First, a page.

Food & Fasting

  • Easter baskets prepared for Saturday afternoon blessing at the chapel of Ukrainian Catholic University.

Food plays a central role in many religions. Food historian Stephen Kaplan even claims, "I have not found any society where food in some form or other is not a mediating agency between the sacred and the profane." 1   Jewish practice and identity are built to a significant degree around Passover and Shabbat meals and the requirement that food be kosher. Islam obliges that food be halal and that believers abstain from eating during the day during the month of Ramadan. Buddhism and Hinduism have important food taboos. Given that emphasis in other religions, even the absence of food and fasting rules in Catholic life would merit some discussion.

While food taboos do not usually play as central a role in Catholic practice (though they are very important to Ethiopian and Coptic Catholic practice), their role is not insignificant. Even though Christian norms for food are not as sharply and uniformly codified as in other faiths, Christians have used food and its associative practices in a wide variety of ways to shape, strengthen and spread the faith.2 Food and fasting are prominent in the scriptures, from Adam and Eve’s decision to eat an apple, to the Passover lamb's blood that identified the Jewish people to God on the eve of the Exodus, to Jesus’s 40-day fast in the desert, the Last Supper, and the supper at Emmaus. Reference to food abounds in the gospels, and even serves as a metaphor for the divine.

Even where food taboos or rules are attenuated, it is important not to overlook the symbolic importance of food as a bridge between the divine, a source of communal and familial bonding, and a marker of cultural distinctiveness and communal identity. The church coffee, or potluck, fiesta, or lenten fish-fry all serve a symbolic meaning that should not be trivialized by virtue of labeling these as non-religious or merely secular. In a wide variety of church settings, food is central to some of the events that hold Catholic communities together.

A meal — Eucharist — is at the center of Catholic ritual worship. The days designated by the Church to celebrate saints are called feasts. While the etymology of that word is broader than food, over time the word feast (like its variants in other European languages) has come to be associated mostly with food.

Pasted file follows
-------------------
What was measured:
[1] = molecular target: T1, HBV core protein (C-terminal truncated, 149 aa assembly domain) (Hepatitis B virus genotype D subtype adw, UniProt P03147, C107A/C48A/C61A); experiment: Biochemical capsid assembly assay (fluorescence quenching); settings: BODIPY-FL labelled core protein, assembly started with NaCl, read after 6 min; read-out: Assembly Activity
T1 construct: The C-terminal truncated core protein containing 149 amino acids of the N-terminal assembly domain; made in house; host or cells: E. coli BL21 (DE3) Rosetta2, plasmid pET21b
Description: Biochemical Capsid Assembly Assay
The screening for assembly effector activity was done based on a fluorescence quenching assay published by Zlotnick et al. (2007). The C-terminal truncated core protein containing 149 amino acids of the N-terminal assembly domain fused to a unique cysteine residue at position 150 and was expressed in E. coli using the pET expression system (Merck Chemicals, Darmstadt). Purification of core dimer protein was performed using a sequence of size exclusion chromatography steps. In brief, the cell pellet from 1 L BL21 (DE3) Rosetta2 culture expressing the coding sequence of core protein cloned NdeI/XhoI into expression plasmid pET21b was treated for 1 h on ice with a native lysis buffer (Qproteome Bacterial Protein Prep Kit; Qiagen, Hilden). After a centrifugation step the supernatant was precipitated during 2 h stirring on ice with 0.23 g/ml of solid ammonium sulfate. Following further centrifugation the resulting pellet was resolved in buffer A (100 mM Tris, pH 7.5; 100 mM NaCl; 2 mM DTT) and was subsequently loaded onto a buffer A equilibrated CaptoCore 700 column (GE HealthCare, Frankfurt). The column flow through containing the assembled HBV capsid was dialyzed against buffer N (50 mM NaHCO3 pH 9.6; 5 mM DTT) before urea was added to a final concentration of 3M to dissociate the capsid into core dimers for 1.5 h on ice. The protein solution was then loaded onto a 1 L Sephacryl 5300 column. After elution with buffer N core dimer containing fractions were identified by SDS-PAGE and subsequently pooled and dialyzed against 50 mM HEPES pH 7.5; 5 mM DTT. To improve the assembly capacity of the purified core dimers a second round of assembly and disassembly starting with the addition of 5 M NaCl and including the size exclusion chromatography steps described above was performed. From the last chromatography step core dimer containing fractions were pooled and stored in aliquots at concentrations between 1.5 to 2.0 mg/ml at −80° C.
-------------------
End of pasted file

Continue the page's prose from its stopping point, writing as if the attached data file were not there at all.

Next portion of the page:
Food plays a hugely significant role at Catholics' weddings and often after funerals, at the celebrations of first communions and confirmations, where the special choices of food and the act of dining together validate and seal the occasion. Banquets and food fairs are major events at many parishes and lay associations. Specific foods such as fish, turkey, ham, lamb, eggs or hot cross buns are sometimes tied to believers’ deeply wired understanding of the “proper” way to celebrate Christmas or Easter, and are among the things that make the feasts most memorable and develop among the diners a sense of shared identity and belonging. Mealtime is often regarded as an especially important time for prayer and gratitude.

Fasting (not eating any solid food) and abstinence (refraining from particular foods) is often part of Catholics’ lives during Lent, for a brief period before receiving communion, and in some instances on the eve of a feast, as an act of spiritual discipline and preparation. The degree to which this is observed varies significantly. Historically it has often had a more important role than it does today in most places.

In Hindu, Jewish or Muslim societies, the fact that Christians eat beef or pork may be a source of conflict or of Catholics' self-awareness.

In many cultures today, eating habits are perceived at first glance to have no particular moral value, or no specifically Christian value. But even in the developed world, the issues of food and fasting are not static or simply part of the past. Changing norms about food always have the potential to upset traditional religious understandings, whether it is done by the family members who want to “break tradition” at holiday meals, by the celiac-allergic or alcoholic who faces a dilemma at communion, or by the vegetarian or vegan who is confronted by new challenges with the claim that the Eucharist is the Body and Blood of Christ.